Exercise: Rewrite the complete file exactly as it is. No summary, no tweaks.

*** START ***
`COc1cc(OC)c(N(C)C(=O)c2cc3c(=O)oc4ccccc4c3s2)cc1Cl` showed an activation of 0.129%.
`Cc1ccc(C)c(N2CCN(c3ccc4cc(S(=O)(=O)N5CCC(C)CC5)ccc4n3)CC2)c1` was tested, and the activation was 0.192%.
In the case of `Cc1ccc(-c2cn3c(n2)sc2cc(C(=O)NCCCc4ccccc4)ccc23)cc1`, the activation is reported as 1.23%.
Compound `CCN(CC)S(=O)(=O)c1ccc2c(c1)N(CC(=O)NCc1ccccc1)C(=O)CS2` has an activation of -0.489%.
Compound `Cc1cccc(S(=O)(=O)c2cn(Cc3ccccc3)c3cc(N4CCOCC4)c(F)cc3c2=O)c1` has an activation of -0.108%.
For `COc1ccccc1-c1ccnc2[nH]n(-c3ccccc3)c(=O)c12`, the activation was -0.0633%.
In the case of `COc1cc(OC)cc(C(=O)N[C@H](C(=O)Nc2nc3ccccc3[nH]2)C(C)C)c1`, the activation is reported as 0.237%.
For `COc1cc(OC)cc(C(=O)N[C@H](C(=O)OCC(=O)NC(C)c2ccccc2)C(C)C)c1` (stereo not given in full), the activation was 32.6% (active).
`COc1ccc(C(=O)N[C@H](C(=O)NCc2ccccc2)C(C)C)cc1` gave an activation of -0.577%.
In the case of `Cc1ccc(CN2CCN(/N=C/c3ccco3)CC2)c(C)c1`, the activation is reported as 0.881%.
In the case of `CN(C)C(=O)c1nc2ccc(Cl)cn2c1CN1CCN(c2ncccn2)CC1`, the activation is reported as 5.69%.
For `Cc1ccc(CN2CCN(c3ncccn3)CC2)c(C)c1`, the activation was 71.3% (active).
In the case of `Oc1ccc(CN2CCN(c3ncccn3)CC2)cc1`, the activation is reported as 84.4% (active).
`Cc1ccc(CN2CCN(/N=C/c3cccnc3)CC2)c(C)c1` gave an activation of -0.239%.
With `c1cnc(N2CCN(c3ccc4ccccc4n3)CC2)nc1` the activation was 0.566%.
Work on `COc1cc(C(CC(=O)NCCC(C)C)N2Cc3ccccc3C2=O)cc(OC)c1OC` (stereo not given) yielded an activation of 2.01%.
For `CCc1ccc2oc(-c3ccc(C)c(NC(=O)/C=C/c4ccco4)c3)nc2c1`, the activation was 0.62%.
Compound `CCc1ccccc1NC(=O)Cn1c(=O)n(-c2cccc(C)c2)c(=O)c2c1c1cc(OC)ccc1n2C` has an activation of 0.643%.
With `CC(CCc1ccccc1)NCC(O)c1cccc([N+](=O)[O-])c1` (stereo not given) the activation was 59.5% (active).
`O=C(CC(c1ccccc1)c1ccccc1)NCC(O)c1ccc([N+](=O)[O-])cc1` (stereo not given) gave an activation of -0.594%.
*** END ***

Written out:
`COc1cc(OC)c(N(C)C(=O)c2cc3c(=O)oc4ccccc4c3s2)cc1Cl` showed an activation of 0.129%.
`Cc1ccc(C)c(N2CCN(c3ccc4cc(S(=O)(=O)N5CCC(C)CC5)ccc4n3)CC2)c1` was tested, and the activation was 0.192%.
In the case of `Cc1ccc(-c2cn3c(n2)sc2cc(C(=O)NCCCc4ccccc4)ccc23)cc1`, the activation is reported as 1.23%.
Compound `CCN(CC)S(=O)(=O)c1ccc2c(c1)N(CC(=O)NCc1ccccc1)C(=O)CS2` has an activation of -0.489%.
Compound `Cc1cccc(S(=O)(=O)c2cn(Cc3ccccc3)c3cc(N4CCOCC4)c(F)cc3c2=O)c1` has an activation of -0.108%.
For `COc1ccccc1-c1ccnc2[nH]n(-c3ccccc3)c(=O)c12`, the activation was -0.0633%.
In the case of `COc1cc(OC)cc(C(=O)N[C@H](C(=O)Nc2nc3ccccc3[nH]2)C(C)C)c1`, the activation is reported as 0.237%.
For `COc1cc(OC)cc(C(=O)N[C@H](C(=O)OCC(=O)NC(C)c2ccccc2)C(C)C)c1` (stereo not given in full), the activation was 32.6% (active).
`COc1ccc(C(=O)N[C@H](C(=O)NCc2ccccc2)C(C)C)cc1` gave an activation of -0.577%.
In the case of `Cc1ccc(CN2CCN(/N=C/c3ccco3)CC2)c(C)c1`, the activation is reported as 0.881%.
In the case of `CN(C)C(=O)c1nc2ccc(Cl)cn2c1CN1CCN(c2ncccn2)CC1`, the activation is reported as 5.69%.
For `Cc1ccc(CN2CCN(c3ncccn3)CC2)c(C)c1`, the activation was 71.3% (active).
In the case of `Oc1ccc(CN2CCN(c3ncccn3)CC2)cc1`, the activation is reported as 84.4% (active).
`Cc1ccc(CN2CCN(/N=C/c3cccnc3)CC2)c(C)c1` gave an activation of -0.239%.
With `c1cnc(N2CCN(c3ccc4ccccc4n3)CC2)nc1` the activation was 0.566%.
Work on `COc1cc(C(CC(=O)NCCC(C)C)N2Cc3ccccc3C2=O)cc(OC)c1OC` (stereo not given) yielded an activation of 2.01%.
For `CCc1ccc2oc(-c3ccc(C)c(NC(=O)/C=C/c4ccco4)c3)nc2c1`, the activation was 0.62%.
Compound `CCc1ccccc1NC(=O)Cn1c(=O)n(-c2cccc(C)c2)c(=O)c2c1c1cc(OC)ccc1n2C` has an activation of 0.643%.
With `CC(CCc1ccccc1)NCC(O)c1cccc([N+](=O)[O-])c1` (stereo not given) the activation was 59.5% (active).
`O=C(CC(c1ccccc1)c1ccccc1)NCC(O)c1ccc([N+](=O)[O-])cc1` (stereo not given) gave an activation of -0.594%.